He also accused cardinals, whom he declined to name now but said he would if his case went to trial, of pocketing tens of thousands and sometimes hundreds of thousands of the church’s dollars. He said he found that one cardinal received 250,000 euros in donations that he kept in a plastic shopping bag in his office. The prelate deposited an additional 250,000 euros, he claimed by accident, into his own personal account rather than into the account of the Vatican department that he ran. Mr. Milone informed Francis, who was furious, and instructed him to tell the cardinal that he had been caught, he said.
“This person became red. ‘But in my country I can do what I like,’” Mr. Milone recounted him saying. Mr. Milone said the cardinal returned the money.
In Mr. Milone’s telling, the main villain of the Vatican was Cardinal Becciu, who acted as the pope’s chief of staff and who fought a war over transparency in the Vatican with the Vatican’s former financial czar, Cardinal George Pell of Australia, an ally of Mr. Milone. Cardinal Pell, whose supporters say he was tarred with a sex abuse accusation as part of the internal political war, pushed for the hiring of PricewaterhouseCoopers as Vatican auditors.
“They are asking lots of questions and asking information,” Mr. Milone said Cardinal Becciu complained to him in one meeting. “You know, there should be a state secret on the things we do.”
Fabio Viglione, Cardinal Becciu’s lawyer, categorically denied Mr. Milone’s accusations, saying the auditor’s reconstruction of events was “completely unfounded” and likely to prompt a suit by the cardinal. Mr. Viglione pointed out that Cardinal Becciu had already testified in court that he was simply following the pope’s orders.
Another antagonist for Mr. Milone was the commander of the Gendarmerie, Domenico Giani, who also was the pope’s bodyguard and subsequently resigned over leaks related to an investigation into apparent financial wrongdoing in the Vatican. Mr. Milone said his office discovered that a refurbishing of Mr. Giani’s apartment ran to about 400,000 euros. The complaint claims that Mr. Giani’s portion of the expenses, about 170,000 euros, was provided by a money transfer from the Gendarmerie, not by him.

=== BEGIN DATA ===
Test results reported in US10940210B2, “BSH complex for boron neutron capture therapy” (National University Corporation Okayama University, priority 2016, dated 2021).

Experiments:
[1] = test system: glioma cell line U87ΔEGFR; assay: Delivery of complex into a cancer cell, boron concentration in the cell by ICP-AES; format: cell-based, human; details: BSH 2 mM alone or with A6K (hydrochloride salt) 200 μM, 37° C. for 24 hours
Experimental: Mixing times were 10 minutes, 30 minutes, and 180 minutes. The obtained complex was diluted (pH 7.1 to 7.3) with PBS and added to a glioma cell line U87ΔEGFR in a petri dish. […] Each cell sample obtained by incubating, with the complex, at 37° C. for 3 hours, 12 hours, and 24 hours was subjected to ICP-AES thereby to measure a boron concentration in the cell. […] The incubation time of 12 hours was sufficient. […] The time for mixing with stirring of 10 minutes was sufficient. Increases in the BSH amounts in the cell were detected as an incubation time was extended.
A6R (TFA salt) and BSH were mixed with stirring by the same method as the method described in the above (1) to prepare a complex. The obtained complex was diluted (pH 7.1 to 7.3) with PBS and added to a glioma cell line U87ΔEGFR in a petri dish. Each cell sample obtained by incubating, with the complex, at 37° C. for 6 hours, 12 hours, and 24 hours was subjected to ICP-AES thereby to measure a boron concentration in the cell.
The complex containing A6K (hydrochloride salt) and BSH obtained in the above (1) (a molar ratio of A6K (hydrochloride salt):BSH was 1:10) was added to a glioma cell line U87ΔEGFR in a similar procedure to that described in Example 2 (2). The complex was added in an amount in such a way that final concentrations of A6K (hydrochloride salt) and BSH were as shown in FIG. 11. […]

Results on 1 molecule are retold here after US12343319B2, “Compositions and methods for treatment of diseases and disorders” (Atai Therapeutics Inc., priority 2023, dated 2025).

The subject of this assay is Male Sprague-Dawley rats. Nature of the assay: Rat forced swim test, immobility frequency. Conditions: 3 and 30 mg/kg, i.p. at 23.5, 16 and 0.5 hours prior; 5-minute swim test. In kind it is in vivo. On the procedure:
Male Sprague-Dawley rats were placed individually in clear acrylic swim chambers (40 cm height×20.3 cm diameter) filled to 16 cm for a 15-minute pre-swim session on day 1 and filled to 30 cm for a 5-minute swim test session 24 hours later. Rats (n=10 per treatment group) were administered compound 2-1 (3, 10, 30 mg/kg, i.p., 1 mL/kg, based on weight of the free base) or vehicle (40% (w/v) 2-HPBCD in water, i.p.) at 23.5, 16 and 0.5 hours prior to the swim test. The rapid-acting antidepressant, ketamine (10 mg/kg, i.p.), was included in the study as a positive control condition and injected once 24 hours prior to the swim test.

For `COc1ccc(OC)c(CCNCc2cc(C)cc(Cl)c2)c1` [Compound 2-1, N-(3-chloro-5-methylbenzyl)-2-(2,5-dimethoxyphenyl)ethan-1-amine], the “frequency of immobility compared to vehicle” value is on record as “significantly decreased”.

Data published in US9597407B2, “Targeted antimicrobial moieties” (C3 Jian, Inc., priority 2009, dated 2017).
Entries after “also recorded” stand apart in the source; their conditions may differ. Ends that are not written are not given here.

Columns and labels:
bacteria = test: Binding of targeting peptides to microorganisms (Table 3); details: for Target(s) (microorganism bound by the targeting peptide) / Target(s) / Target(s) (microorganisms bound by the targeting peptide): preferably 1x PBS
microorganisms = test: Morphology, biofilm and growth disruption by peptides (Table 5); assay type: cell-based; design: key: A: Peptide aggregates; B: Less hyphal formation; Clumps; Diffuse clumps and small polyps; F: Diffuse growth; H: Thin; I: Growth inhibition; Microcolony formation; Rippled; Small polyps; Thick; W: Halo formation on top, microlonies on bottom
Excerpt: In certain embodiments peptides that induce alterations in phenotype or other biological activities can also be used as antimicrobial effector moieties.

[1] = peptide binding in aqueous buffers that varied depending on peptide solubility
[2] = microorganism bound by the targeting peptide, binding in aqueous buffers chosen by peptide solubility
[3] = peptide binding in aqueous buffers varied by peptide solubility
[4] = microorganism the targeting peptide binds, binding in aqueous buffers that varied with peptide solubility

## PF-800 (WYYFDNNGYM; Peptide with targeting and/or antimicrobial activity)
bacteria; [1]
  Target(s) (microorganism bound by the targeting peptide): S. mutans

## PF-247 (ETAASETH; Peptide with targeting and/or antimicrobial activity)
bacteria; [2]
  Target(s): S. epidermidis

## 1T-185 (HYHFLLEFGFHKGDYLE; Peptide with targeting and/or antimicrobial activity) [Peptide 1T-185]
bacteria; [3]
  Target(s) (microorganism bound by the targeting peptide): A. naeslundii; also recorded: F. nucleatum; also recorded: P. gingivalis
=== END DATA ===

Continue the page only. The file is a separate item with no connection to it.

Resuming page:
“Internal funds to pay personal expenses,” Mr. Milone said.
Mr. Giani did not return a request for comment.
Mr. Milone suspects Cardinal Becciu of planting the evidence that was discovered in the 2017 raid by the current head of the gendarme, who knew precisely where to look, he said, going to the locked cabinet “like a bloodhound.”
“It is all done deliberately to get me out when they decided in March 2016 that I was a danger because I was asking too many questions,” Mr. Milone said.
In 2017, the Vatican claimed that it had conducted a more than seven-month investigation into Mr. Milone for spying and improperly using its money for his own interests.
But in May 2018, the Vatican’s chief prosecutor issued a contrary statement, saying that there were no investigations or sentences against Mr. Milone in their records.
Mr. Milone said that in 2019, Cardinal Parolin informed him that Francis had sealed his case.
“It’s a brilliant idea to put a pontifical secret on a resignation,” Mr. Milone said bitterly.
On Nov. 26, 2019, Mr. Milone officially requested to see the evidence compiled against him in the previous investigation into his apparent spying. The Vatican’s chief prosecutor responded in a letter in January 2020 that Mr. Milone had no right to the information, and declined his request.
Early this year, the Vatican lifted the seal, but instead of sharing the information with Mr. Milone, he said, they have reopened the criminal investigation against him.
“They want to threaten me,” he said, arguing the Vatican had presented him with new evidence that was “clearly fake,” including what he called a forged document that was dated months before he even got the Vatican job.
Mr. Milone and his lawyers, who have been summoned to meet with the Vatican prosecutor on Monday, insist they are willing to go to court, even if, they acknowledge, the odds are stacked against them, especially in a monarchy ruled by the pope.
“Who is he to block me from working?” Mr. Milone said angrily.